Ye (formerly known as Kanye West) is a notoriously hands-on creative. And on Friday (Jan. 21), the rapper/producer/fashion mogul, who is known to obsess and tinker over every detail of his projects, spoke out vociferously about one that is about him, but not by him.
“I’m going to say this kindly for the last time,” West wrote on Instagram alongside the poster for the upcoming Netflix documentary series Jeen-Yuhs: A Kanye Trilogy, which is slated to debut on the streamer on Feb. 16 after Iconic Events releases the first chapter exclusively in theaters on Feb. 10. The first chapter, Vision, will debut on Sunday (Feb. 23) at the virtual Sundance Film Festival.
“I must get final edit and approval on this doc before it releases on Netflix,” West added in his post. “Open the edit room immediately so I can be in charge of my own image.”
Netflix had not returned requests for comment at press time.
The three-part doc, featuring never-before-seen and rare home videos of West captured by the team of Clarence “Coodie” Simmons and Chike Ozah, was compiled from more than two decades of footage shot by the pair. It unclear how, or if, Ye has been involved in the editing process or if he has the power to block or delay its release.
Spokespeople for West have not yet returned requests for comment on whether the rapper has any creative control over the project.
A description of the film promises, “You can’t manufacture a project like jeen-yuhs: A Kanye Trilogy; it takes decades of vision, commitment, prayers, and perspective to produce. It seems providential that Coodie & Chike should be the ones to make the definitive film about West’s career thus far, as they were the filmmakers who introduced him to the masses with their documentary music video for ‘Through the Wire.’ This epic three-film documentary features hours of fly-on-the-wall footage and paints a sweeping portrait of one of pop culture’s most controversial figures.”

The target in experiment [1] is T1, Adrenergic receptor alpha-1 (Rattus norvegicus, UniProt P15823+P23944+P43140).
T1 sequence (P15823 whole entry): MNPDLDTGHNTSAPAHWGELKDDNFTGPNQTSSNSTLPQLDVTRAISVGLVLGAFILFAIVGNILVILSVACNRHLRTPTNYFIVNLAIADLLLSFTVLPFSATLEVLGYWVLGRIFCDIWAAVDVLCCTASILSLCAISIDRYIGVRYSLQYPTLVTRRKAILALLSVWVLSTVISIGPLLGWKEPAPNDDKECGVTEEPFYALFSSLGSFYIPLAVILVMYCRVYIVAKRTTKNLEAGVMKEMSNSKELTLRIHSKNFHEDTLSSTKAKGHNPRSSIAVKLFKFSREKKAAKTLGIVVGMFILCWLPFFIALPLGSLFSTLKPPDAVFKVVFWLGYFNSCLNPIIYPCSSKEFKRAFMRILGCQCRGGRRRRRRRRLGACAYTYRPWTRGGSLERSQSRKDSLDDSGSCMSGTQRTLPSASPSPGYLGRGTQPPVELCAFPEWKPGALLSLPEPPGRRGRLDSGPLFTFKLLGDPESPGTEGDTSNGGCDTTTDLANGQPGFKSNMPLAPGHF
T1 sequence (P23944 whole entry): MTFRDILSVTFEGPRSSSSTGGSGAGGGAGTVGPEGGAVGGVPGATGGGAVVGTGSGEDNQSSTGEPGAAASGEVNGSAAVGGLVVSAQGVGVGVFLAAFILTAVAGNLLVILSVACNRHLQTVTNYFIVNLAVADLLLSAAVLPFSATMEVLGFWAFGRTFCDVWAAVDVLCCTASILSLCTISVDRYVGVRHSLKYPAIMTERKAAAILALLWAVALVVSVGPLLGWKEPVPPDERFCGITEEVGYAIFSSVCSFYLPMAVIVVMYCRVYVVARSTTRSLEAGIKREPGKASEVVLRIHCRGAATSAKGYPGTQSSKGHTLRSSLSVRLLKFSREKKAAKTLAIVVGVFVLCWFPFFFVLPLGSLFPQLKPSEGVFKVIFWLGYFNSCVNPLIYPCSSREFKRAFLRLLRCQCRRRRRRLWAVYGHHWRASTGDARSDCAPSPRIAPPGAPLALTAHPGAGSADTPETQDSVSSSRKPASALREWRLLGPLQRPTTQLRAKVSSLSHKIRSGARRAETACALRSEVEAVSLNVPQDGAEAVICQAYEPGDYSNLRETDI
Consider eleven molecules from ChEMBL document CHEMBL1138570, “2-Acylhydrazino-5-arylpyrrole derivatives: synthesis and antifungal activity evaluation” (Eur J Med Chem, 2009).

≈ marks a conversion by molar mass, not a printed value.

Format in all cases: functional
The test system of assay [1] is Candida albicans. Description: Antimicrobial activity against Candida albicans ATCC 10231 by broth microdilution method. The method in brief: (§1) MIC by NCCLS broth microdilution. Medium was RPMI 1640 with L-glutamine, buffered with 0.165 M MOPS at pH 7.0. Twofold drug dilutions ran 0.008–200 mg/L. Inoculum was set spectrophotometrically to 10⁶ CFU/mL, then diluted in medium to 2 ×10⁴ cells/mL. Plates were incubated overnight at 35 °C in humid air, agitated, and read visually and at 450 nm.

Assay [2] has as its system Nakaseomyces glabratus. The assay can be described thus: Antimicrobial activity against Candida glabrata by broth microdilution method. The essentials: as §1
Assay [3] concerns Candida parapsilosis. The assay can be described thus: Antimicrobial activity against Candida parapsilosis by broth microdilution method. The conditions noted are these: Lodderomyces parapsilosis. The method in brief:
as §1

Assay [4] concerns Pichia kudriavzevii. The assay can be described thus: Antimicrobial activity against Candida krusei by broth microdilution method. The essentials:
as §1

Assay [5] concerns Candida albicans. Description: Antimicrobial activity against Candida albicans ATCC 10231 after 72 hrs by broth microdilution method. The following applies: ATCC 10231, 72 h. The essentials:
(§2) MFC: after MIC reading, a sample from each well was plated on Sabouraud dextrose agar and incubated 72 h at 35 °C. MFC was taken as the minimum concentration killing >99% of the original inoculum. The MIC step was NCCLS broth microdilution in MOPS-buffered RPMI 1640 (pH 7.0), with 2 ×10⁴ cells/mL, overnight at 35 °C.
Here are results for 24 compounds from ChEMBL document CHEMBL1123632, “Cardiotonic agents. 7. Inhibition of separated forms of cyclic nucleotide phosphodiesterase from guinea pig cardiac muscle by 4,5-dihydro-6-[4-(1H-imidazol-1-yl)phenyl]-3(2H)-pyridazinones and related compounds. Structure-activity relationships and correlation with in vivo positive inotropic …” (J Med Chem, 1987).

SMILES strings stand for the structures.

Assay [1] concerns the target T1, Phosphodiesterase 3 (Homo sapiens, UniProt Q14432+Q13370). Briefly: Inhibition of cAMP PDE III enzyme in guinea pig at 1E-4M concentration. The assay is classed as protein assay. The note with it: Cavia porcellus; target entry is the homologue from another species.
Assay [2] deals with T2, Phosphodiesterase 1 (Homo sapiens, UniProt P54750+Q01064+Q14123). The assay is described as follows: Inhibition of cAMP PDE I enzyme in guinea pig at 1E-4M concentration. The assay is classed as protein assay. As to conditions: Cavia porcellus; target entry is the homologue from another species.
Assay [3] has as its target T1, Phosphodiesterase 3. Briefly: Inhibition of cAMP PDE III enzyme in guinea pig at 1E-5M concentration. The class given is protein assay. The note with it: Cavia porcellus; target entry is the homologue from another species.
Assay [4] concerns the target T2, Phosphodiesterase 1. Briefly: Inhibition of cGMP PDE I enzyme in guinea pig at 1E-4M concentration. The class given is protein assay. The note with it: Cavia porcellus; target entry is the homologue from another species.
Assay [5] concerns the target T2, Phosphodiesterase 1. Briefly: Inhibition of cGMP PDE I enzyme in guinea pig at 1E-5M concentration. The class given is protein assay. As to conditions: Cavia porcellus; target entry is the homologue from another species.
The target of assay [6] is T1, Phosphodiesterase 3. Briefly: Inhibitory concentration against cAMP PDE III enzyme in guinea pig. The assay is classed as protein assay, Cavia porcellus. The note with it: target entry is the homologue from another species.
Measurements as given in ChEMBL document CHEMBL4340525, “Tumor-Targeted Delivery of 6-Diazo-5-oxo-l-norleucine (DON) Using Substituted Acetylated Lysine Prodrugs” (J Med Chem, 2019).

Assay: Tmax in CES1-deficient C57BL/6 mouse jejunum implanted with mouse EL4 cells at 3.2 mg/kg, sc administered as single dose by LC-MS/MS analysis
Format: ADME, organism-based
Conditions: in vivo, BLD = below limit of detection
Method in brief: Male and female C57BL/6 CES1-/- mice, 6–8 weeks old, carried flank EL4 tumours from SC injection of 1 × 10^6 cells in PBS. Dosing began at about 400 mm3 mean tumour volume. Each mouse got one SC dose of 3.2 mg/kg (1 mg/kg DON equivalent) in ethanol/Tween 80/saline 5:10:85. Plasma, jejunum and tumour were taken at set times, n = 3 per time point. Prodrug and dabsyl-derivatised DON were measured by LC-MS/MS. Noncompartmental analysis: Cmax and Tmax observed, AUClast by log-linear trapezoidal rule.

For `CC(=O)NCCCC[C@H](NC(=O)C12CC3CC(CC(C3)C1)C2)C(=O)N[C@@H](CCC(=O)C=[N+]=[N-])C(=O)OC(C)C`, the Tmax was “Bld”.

In the recently released second trailer for the project, West was shown flexing his signature bravado in 2002 in a conversation with longtime collaborator Rhymefest about whether it was OK for the MC — best known at the time for his production on Jay-Z’s 2001 The Blueprint album — to refer to himself as a “genius.”
“But who are you to call yourself a genius,” Rhymefest asks Ye, who turns to the camera flashing a smile at a time before he’d even released his acclaimed solo debut album, 2004’s The College Dropout.
See West’s post and watch the trailer below.
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